- Building realistic optimism throughout the pandemic has been a challenge for administrators and educators alike, and while Superintendent PJ Caposey of Illinois’ Meridian Community Unit School District 223 writes for Edutopia that it’s OK to admit if you’re struggling, he offers four insights to help leaders refocus and boost morale.
- First, he stresses educators must recognize that no easier option or miracle solution is going to walk through the door. Once they’ve accepted that, they can articulate their position they’re in — in his case with openness and vulnerability — to their school boards, leadership teams and other stakeholders to reinforce personal agency and rally support.
- Next, Caposey writes, leaders should examine district strategies to identify what resources and tools should be kept and what can be tossed out, but not necessarily what can be added, based on what has worked well in the past 20 months. Finally, he advises school leaders to identify around five tasks that add joy to their work and focus on fitting those in throughout the week.
The pandemic has taken its toll on the mental and emotional health of students and educators alike since disrupting school schedules and learning models in March 2020.
Administrators found themselves in a position of having to reimagine how learning would take place entirely, transitioning their schools to remote models their teachers most likely were never prepared to teach in and many students were unprepared to learn in. On top of needing to quickly arrange professional development to address this for educators, school leaders also had to consider the toll of pandemic stressors on both teachers and students.
A MissionSquare Research Institute survey of 1,203 state and local government employees conducted in May and released in October found K-12 employees almost twice as likely as other government employees — 42% compared to 22% — to report having a difficult time adjusting to changes brought on by COVID-19.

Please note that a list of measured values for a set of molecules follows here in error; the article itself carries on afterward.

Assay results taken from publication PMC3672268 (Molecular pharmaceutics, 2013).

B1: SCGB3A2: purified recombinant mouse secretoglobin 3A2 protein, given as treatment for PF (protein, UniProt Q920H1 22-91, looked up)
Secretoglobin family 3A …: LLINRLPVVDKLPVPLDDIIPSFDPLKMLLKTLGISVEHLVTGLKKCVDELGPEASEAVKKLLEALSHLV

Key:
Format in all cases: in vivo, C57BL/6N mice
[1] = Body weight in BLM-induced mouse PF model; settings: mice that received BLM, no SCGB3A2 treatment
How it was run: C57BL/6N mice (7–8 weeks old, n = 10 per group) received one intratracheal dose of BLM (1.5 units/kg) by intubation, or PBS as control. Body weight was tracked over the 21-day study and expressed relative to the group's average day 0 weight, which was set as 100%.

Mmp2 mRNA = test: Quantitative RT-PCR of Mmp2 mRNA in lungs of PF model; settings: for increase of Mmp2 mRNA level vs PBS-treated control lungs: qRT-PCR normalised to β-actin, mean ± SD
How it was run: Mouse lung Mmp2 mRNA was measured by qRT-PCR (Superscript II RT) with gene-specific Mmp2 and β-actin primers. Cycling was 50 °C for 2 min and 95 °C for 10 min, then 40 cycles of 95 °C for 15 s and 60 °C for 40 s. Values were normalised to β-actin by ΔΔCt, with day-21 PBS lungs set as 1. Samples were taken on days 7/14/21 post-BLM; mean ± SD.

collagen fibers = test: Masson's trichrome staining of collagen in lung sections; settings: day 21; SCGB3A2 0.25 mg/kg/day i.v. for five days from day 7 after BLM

Additionally, K-12 employees reported higher levels of anxiety (34%), stress (52%) and burnout (52%).
In a March survey of California educators by EdSource and the Inverness Institute, respondents reported feeling the pandemic created longer workdays for them, with 59% saying they felt the public misunderstood their workloads “to a very great extent,” while another 23% felt their workloads were misunderstood to “a great extent.”
As a result, stress, burnout and shortages have reached crisis levels in some districts nationwide. According to a Rand Corporation survey released in June, a quarter of teachers are likely to quit their jobs this school year. Shortages and burnout have also led districts in Washington, Colorado and other states to cancel classes due to requests for time off.
In recent months, district leaders have recognized the need for staff social-emotional supports, implementing programs to renew joy in teaching and learning. For example, in Metropolitan School District of Wayne Township in Indianapolis, Indiana, educators learned to recognize their own social-emotional needs while being trained in the Committee for Children’s Second Step SEL curriculum.
In September, Jessica Cabeen, principal of Ellis Middle School in Austin, Minnesota, and K-12 Dive’s 2021 Principal of the Year, said it’s important for leaders to recognize staff as people before their positions, as well as to encourage themselves and their staffs to set boundaries around their time.
Principals should also recognize which tasks absolutely require them to be present to perform, and which tasks can be shared between themselves and their assistant principals, she said.